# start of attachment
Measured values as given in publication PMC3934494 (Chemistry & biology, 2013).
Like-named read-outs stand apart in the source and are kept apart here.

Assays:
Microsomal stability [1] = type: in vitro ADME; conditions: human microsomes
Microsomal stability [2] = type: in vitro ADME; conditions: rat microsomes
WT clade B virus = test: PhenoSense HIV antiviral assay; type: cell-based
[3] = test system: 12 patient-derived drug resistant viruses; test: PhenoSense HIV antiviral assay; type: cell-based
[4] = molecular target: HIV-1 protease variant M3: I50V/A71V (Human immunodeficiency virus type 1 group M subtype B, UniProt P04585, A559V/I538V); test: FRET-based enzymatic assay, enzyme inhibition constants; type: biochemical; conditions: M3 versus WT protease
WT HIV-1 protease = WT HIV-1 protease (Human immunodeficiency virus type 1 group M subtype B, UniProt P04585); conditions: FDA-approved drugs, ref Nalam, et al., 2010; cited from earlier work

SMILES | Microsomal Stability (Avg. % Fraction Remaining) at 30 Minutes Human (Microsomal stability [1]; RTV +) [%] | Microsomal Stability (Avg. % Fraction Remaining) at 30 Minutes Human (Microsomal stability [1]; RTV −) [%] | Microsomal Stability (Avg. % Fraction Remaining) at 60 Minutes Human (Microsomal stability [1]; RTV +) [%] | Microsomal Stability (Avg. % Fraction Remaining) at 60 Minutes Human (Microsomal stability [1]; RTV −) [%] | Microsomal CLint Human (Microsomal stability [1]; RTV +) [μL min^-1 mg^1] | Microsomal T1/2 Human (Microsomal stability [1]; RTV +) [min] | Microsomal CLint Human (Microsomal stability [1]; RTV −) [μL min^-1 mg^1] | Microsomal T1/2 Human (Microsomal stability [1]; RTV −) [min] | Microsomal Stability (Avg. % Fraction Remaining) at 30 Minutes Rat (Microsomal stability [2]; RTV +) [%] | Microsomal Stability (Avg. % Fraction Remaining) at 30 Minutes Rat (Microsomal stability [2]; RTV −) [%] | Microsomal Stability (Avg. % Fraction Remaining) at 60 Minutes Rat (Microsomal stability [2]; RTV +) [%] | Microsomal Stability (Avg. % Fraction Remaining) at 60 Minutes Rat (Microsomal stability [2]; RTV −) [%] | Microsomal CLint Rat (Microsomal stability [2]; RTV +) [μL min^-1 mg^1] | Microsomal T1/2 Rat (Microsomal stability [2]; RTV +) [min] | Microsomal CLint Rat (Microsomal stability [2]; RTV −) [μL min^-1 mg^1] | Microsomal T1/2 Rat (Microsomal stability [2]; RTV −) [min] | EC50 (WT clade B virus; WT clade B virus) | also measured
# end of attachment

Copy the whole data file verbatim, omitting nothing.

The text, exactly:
Measured values as given in publication PMC3934494 (Chemistry & biology, 2013).
Like-named read-outs stand apart in the source and are kept apart here.

Assays:
Microsomal stability [1] = type: in vitro ADME; conditions: human microsomes
Microsomal stability [2] = type: in vitro ADME; conditions: rat microsomes
WT clade B virus = test: PhenoSense HIV antiviral assay; type: cell-based
[3] = test system: 12 patient-derived drug resistant viruses; test: PhenoSense HIV antiviral assay; type: cell-based
[4] = molecular target: HIV-1 protease variant M3: I50V/A71V (Human immunodeficiency virus type 1 group M subtype B, UniProt P04585, A559V/I538V); test: FRET-based enzymatic assay, enzyme inhibition constants; type: biochemical; conditions: M3 versus WT protease
WT HIV-1 protease = WT HIV-1 protease (Human immunodeficiency virus type 1 group M subtype B, UniProt P04585); conditions: FDA-approved drugs, ref Nalam, et al., 2010; cited from earlier work

SMILES | Microsomal Stability (Avg. % Fraction Remaining) at 30 Minutes Human (Microsomal stability [1]; RTV +) [%] | Microsomal Stability (Avg. % Fraction Remaining) at 30 Minutes Human (Microsomal stability [1]; RTV −) [%] | Microsomal Stability (Avg. % Fraction Remaining) at 60 Minutes Human (Microsomal stability [1]; RTV +) [%] | Microsomal Stability (Avg. % Fraction Remaining) at 60 Minutes Human (Microsomal stability [1]; RTV −) [%] | Microsomal CLint Human (Microsomal stability [1]; RTV +) [μL min^-1 mg^1] | Microsomal T1/2 Human (Microsomal stability [1]; RTV +) [min] | Microsomal CLint Human (Microsomal stability [1]; RTV −) [μL min^-1 mg^1] | Microsomal T1/2 Human (Microsomal stability [1]; RTV −) [min] | Microsomal Stability (Avg. % Fraction Remaining) at 30 Minutes Rat (Microsomal stability [2]; RTV +) [%] | Microsomal Stability (Avg. % Fraction Remaining) at 30 Minutes Rat (Microsomal stability [2]; RTV −) [%] | Microsomal Stability (Avg. % Fraction Remaining) at 60 Minutes Rat (Microsomal stability [2]; RTV +) [%] | Microsomal Stability (Avg. % Fraction Remaining) at 60 Minutes Rat (Microsomal stability [2]; RTV −) [%] | Microsomal CLint Rat (Microsomal stability [2]; RTV +) [μL min^-1 mg^1] | Microsomal T1/2 Rat (Microsomal stability [2]; RTV +) [min] | Microsomal CLint Rat (Microsomal stability [2]; RTV −) [μL min^-1 mg^1] | Microsomal T1/2 Rat (Microsomal stability [2]; RTV −) [min] | EC50 (WT clade B virus; WT clade B virus) | also measured